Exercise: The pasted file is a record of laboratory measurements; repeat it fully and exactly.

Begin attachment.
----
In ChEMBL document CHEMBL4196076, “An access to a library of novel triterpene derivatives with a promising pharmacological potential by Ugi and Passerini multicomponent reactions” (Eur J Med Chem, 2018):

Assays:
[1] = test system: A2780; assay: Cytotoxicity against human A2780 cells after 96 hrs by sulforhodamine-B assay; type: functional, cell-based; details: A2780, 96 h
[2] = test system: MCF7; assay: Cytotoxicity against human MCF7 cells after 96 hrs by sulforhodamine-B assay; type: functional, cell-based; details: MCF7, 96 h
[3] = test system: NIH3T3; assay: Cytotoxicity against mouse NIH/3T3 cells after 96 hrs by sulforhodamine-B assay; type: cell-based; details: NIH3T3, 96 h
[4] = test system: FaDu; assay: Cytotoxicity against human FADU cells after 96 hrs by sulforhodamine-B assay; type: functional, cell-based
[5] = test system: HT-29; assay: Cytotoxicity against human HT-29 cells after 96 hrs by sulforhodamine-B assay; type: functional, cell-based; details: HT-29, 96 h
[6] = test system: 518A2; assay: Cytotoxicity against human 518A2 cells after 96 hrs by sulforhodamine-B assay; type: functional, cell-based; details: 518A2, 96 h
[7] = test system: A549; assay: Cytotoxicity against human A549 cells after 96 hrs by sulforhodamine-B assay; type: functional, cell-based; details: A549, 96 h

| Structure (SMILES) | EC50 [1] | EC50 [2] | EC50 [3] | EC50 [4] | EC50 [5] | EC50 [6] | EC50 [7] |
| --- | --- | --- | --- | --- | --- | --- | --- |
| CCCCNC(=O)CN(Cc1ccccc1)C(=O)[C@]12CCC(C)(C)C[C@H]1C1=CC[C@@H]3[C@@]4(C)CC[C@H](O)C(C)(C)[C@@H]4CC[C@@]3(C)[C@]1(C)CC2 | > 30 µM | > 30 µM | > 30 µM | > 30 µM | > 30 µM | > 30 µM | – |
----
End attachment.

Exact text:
In ChEMBL document CHEMBL4196076, “An access to a library of novel triterpene derivatives with a promising pharmacological potential by Ugi and Passerini multicomponent reactions” (Eur J Med Chem, 2018):

Assays:
[1] = test system: A2780; assay: Cytotoxicity against human A2780 cells after 96 hrs by sulforhodamine-B assay; type: functional, cell-based; details: A2780, 96 h
[2] = test system: MCF7; assay: Cytotoxicity against human MCF7 cells after 96 hrs by sulforhodamine-B assay; type: functional, cell-based; details: MCF7, 96 h
[3] = test system: NIH3T3; assay: Cytotoxicity against mouse NIH/3T3 cells after 96 hrs by sulforhodamine-B assay; type: cell-based; details: NIH3T3, 96 h
[4] = test system: FaDu; assay: Cytotoxicity against human FADU cells after 96 hrs by sulforhodamine-B assay; type: functional, cell-based
[5] = test system: HT-29; assay: Cytotoxicity against human HT-29 cells after 96 hrs by sulforhodamine-B assay; type: functional, cell-based; details: HT-29, 96 h
[6] = test system: 518A2; assay: Cytotoxicity against human 518A2 cells after 96 hrs by sulforhodamine-B assay; type: functional, cell-based; details: 518A2, 96 h
[7] = test system: A549; assay: Cytotoxicity against human A549 cells after 96 hrs by sulforhodamine-B assay; type: functional, cell-based; details: A549, 96 h

| Structure (SMILES) | EC50 [1] | EC50 [2] | EC50 [3] | EC50 [4] | EC50 [5] | EC50 [6] | EC50 [7] |
| --- | --- | --- | --- | --- | --- | --- | --- |
| CCCCNC(=O)CN(Cc1ccccc1)C(=O)[C@]12CCC(C)(C)C[C@H]1C1=CC[C@@H]3[C@@]4(C)CC[C@H](O)C(C)(C)[C@@H]4CC[C@@]3(C)[C@]1(C)CC2 | > 30 µM | > 30 µM | > 30 µM | > 30 µM | > 30 µM | > 30 µM | – |